Way back in the early 80s (or was that late 70s – surely I’m not that old) it was one of my favourites. But there was one thing about it that used to always really annoy me.
I really got into that show. I really liked the characters – really cared about them. Whatever tribulations were occurring – whether it was this one charged with a murder they didn’t commit, or that one’s baby being possessed by the devil, or another one being kidnapped by aliens (yes, it was that kind of show), I would get really concerned about them. Then, when things finally got resolved (the real murdered was her adopted father, the devil got exorcised, and Burt escaped from the aliens with the help of Saul, the man who had been held captive for several thousand years), I always felt totally relieved. At last, things were good. Everything had worked out and now everybody could be happy.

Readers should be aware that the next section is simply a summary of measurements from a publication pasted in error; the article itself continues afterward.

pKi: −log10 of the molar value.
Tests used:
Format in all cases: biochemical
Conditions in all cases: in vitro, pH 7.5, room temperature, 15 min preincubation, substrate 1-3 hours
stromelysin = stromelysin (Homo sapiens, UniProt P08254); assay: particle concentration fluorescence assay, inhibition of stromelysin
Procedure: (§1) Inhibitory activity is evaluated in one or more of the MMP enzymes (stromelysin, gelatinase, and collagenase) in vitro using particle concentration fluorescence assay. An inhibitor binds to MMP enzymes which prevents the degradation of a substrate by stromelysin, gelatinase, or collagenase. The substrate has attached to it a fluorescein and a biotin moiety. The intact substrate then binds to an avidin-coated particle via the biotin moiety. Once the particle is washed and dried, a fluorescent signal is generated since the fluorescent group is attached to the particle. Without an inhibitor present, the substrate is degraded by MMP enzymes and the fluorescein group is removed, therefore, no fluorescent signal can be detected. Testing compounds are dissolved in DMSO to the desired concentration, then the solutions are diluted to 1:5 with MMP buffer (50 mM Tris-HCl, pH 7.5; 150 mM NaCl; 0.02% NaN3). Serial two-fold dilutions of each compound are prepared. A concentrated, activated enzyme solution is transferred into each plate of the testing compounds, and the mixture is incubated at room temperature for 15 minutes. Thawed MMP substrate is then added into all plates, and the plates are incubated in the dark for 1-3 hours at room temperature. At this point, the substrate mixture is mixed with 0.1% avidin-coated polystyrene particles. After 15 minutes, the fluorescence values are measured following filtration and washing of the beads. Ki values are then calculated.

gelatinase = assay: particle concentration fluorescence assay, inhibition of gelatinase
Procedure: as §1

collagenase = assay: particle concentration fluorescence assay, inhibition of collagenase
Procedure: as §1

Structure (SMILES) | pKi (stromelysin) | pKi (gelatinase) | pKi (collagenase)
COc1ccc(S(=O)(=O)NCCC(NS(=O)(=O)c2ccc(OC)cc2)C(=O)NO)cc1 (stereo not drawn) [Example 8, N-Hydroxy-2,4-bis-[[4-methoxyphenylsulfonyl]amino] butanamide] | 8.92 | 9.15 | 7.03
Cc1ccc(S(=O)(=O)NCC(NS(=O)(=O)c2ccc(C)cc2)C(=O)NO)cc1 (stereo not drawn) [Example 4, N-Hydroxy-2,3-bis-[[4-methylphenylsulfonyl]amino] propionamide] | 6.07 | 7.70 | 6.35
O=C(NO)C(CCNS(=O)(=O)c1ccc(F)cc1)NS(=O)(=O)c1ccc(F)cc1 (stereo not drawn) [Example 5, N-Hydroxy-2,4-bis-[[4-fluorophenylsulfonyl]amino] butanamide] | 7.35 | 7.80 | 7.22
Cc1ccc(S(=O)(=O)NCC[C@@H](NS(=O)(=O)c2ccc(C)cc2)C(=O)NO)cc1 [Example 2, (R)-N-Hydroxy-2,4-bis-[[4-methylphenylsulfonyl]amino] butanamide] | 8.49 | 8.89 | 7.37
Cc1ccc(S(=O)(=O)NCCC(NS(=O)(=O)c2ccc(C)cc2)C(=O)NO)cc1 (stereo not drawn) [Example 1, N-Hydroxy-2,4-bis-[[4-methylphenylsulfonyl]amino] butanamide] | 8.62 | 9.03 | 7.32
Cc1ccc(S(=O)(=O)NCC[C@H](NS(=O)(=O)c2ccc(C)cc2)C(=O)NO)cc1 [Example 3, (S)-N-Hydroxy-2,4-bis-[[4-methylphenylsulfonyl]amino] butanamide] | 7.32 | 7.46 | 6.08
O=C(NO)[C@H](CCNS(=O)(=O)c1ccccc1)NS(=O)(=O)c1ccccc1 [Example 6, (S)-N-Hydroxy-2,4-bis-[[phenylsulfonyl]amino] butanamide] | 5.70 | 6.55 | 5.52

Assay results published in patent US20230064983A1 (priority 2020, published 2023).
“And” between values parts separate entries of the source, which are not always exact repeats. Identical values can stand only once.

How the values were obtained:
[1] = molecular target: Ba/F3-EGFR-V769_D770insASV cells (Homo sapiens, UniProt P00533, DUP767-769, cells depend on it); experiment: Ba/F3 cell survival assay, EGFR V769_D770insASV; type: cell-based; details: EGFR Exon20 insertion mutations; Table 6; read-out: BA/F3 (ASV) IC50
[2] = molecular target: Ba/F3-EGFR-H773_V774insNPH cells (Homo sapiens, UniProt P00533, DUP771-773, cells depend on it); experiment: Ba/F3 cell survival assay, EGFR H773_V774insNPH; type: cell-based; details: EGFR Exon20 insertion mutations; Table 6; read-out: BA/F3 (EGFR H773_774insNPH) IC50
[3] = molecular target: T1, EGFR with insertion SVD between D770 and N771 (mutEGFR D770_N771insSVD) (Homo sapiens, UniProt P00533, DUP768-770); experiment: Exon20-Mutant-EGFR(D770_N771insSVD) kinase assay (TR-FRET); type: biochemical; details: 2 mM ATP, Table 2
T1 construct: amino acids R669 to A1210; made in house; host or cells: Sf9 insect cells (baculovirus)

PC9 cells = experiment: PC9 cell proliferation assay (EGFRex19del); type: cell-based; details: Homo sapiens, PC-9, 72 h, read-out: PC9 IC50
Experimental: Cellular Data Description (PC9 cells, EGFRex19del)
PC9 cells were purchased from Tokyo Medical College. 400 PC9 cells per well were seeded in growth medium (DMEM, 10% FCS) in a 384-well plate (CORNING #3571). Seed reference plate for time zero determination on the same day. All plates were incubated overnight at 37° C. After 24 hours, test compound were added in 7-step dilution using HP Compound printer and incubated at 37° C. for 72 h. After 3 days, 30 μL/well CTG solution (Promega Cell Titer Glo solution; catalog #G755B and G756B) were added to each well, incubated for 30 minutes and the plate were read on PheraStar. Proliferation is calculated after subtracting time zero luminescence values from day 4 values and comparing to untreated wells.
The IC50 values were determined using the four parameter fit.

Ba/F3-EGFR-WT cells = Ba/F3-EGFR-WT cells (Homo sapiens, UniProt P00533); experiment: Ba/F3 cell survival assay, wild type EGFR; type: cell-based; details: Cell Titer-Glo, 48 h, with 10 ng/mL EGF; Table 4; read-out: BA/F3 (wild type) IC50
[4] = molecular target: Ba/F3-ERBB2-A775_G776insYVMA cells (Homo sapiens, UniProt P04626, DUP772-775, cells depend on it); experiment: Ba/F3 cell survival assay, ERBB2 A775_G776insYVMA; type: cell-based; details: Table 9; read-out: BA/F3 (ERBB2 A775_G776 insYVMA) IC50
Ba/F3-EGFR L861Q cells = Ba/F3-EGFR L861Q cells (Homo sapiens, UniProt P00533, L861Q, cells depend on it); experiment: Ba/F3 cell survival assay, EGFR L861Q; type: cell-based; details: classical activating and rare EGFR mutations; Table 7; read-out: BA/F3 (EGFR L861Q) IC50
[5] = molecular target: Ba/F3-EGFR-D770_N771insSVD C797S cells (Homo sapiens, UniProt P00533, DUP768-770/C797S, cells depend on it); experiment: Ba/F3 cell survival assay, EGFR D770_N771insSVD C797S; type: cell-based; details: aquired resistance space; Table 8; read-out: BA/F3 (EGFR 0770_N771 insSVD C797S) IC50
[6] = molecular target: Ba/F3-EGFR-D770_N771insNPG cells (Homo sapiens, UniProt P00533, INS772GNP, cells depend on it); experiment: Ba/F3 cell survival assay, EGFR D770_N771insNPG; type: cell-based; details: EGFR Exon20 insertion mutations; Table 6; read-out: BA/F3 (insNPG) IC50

Except it didn’t happen like that. Everything didn’t work out, and everybody wasn’t happy. No sooner had one plotline been resolved than something else happened, and suddenly all sorts of new problems had been thrown up.
Looking back now, it’s kind of funny to think that I had that attitude. Obviously, I totally didn’t understand the significance of the title. Soap was a parody of a traditional daytime soap opera – and a very funny one too. If the characters were ever allowed to resolve their problems and achieve peace and contentment, then there wouldn’t be much of a show left.
As a writer, I look at programs like Soap and think about how much fun it would be to be part of that writing team. I like to believe I’m a compassionate person, who would do what I could to ensure all the characters had an easy and satisfied life. Then I think, hell no, where’s the fun in that? Let’s see what else we can throw their way.
Posted by Jonathan Gould and tagged as